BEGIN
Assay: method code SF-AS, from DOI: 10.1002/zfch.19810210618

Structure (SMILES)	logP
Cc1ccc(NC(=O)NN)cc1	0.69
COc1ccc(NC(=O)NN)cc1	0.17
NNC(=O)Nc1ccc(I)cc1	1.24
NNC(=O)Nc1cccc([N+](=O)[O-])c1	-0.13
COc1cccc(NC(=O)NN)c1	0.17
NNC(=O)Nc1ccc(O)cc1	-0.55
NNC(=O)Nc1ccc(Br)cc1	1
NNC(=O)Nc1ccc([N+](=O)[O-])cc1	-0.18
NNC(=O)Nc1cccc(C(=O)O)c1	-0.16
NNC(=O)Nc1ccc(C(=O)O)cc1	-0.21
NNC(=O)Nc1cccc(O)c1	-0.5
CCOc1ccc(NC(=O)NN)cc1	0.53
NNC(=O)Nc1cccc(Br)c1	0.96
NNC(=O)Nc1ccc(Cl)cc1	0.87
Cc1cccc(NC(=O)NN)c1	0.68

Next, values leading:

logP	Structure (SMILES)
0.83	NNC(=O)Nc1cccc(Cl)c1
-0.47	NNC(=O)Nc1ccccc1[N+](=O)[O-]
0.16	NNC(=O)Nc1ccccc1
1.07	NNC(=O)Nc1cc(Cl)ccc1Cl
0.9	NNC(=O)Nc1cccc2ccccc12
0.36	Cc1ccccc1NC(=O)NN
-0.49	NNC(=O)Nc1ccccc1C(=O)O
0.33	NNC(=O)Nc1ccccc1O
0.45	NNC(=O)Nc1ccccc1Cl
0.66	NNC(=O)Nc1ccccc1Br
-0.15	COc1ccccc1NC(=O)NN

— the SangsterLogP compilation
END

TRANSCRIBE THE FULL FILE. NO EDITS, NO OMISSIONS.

Assay: method code SF-AS, from DOI: 10.1002/zfch.19810210618

Structure (SMILES)	logP
Cc1ccc(NC(=O)NN)cc1	0.69
COc1ccc(NC(=O)NN)cc1	0.17
NNC(=O)Nc1ccc(I)cc1	1.24
NNC(=O)Nc1cccc([N+](=O)[O-])c1	-0.13
COc1cccc(NC(=O)NN)c1	0.17
NNC(=O)Nc1ccc(O)cc1	-0.55
NNC(=O)Nc1ccc(Br)cc1	1
NNC(=O)Nc1ccc([N+](=O)[O-])cc1	-0.18
NNC(=O)Nc1cccc(C(=O)O)c1	-0.16
NNC(=O)Nc1ccc(C(=O)O)cc1	-0.21
NNC(=O)Nc1cccc(O)c1	-0.5
CCOc1ccc(NC(=O)NN)cc1	0.53
NNC(=O)Nc1cccc(Br)c1	0.96
NNC(=O)Nc1ccc(Cl)cc1	0.87
Cc1cccc(NC(=O)NN)c1	0.68

Next, values leading:

logP	Structure (SMILES)
0.83	NNC(=O)Nc1cccc(Cl)c1
-0.47	NNC(=O)Nc1ccccc1[N+](=O)[O-]
0.16	NNC(=O)Nc1ccccc1
1.07	NNC(=O)Nc1cc(Cl)ccc1Cl
0.9	NNC(=O)Nc1cccc2ccccc12
0.36	Cc1ccccc1NC(=O)NN
-0.49	NNC(=O)Nc1ccccc1C(=O)O
0.33	NNC(=O)Nc1ccccc1O
0.45	NNC(=O)Nc1ccccc1Cl
0.66	NNC(=O)Nc1ccccc1Br
-0.15	COc1ccccc1NC(=O)NN

— the SangsterLogP compilation